Saturday, February 25, 2017

February 25th

On a program that features Van Johnson, Liza Minnelli (performing "Cabaret") and Mickey Rooney, it's kind of a shocker to find The Hollywood Palace running the two new Beatles promotional clips for "Penny Lane" and "Strawberry Fields Forever"!!!

Speaking of The Beatles, George Harrison celebrates his 24th birthday today. 

Here in Chicago, Tommy James and the Shondells take over the top spot on both the WLS and the WCFL weekly surveys.


Tommy James tells this story of hearing "I Think We're Alone Now" for the very first time. 

He and the Shondells had just gotten back from a show in Bemuda and was at a meeting in Henry Glover's office at Roulette Records.  Also there were songwriters Ritchie Cordell and Bo Gentry.

Bo sat down at the piano - Ritchie grabbed my arm and said "Listen to this.  We've been working all night."  Bo played single notes on the bass keys, an octave apart, while Ritchie sang:  "Children behave ... that's what they say when we're together". And then he played me a hook that blew me away ... "I think we're alone now ... there doesn't seem to be anyone around."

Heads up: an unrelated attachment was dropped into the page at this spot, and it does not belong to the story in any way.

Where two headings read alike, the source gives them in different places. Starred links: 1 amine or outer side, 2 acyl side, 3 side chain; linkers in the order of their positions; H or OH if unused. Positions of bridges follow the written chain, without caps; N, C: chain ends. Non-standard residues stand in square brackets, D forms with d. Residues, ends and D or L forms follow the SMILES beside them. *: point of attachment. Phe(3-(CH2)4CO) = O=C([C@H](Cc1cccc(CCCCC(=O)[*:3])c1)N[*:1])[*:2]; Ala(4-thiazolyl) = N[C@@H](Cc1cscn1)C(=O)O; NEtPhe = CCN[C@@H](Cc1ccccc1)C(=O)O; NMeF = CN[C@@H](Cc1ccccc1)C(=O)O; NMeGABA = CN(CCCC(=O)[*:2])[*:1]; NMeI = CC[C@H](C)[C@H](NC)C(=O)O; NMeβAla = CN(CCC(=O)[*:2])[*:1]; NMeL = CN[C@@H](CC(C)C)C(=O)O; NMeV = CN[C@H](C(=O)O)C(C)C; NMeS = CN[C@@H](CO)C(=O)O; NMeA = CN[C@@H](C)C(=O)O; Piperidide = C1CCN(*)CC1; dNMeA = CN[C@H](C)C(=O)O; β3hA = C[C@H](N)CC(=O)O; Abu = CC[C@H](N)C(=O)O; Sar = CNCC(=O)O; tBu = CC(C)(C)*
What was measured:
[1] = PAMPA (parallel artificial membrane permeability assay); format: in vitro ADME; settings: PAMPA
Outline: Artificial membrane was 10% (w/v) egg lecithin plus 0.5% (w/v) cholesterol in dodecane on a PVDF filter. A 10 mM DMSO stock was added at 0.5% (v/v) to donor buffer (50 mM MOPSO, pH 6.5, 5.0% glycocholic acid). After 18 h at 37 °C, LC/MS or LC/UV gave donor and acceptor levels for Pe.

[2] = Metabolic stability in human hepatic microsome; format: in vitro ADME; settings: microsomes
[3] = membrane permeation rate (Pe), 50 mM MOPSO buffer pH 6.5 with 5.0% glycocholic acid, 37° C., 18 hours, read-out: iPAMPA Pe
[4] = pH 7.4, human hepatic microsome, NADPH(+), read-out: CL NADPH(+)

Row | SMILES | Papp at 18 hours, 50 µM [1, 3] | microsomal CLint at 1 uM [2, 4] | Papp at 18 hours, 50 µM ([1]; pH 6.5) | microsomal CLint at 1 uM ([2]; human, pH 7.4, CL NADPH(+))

No matter how badly Bo played the piano, no matter how off-key Ritchie sang, this was a smash.  They played it again and again and I liked it more every time.

"You guys wait here," I said and I ran into Morris Levy's office.  He was on the phone but he hung up and waved me right in.  "So what's up, kid? You got the next single?"  I said "Ritchie and his new partner just played me a fucking number-one record."  

Ritchie booked time at Allegro Studios in the basement of 1650 Broadway.  First we raised the key from G to A and then started toying with the arrangement. Ritchie and Bo originally wrote the song as a mid-tempo ballad.  I said no way and started speeding it up.

I began playing the staccato eighth notes on the bass strings, Bo began pounding out quarter-notes on the piano, Ritchie grabbed some drumsticks and did the best he could.  I then put on a nasally, almost juvenile-sounding lead vocal and, without realizing it, we invented "bubblegum" music.

"I Think We're Alone Now" was released the first week of January, 1967.  Radio loved it and it exploded.  Within two weeks, we had virtually every major station in the country playing the record.  It climbed the charts steadily through February, March and April in jumps of eight to ten points a week.  It ensured we would keep our bullet in the trade papers which, in turn, kept radio playing the record which, in turn, kept the record selling.
-- Tommy James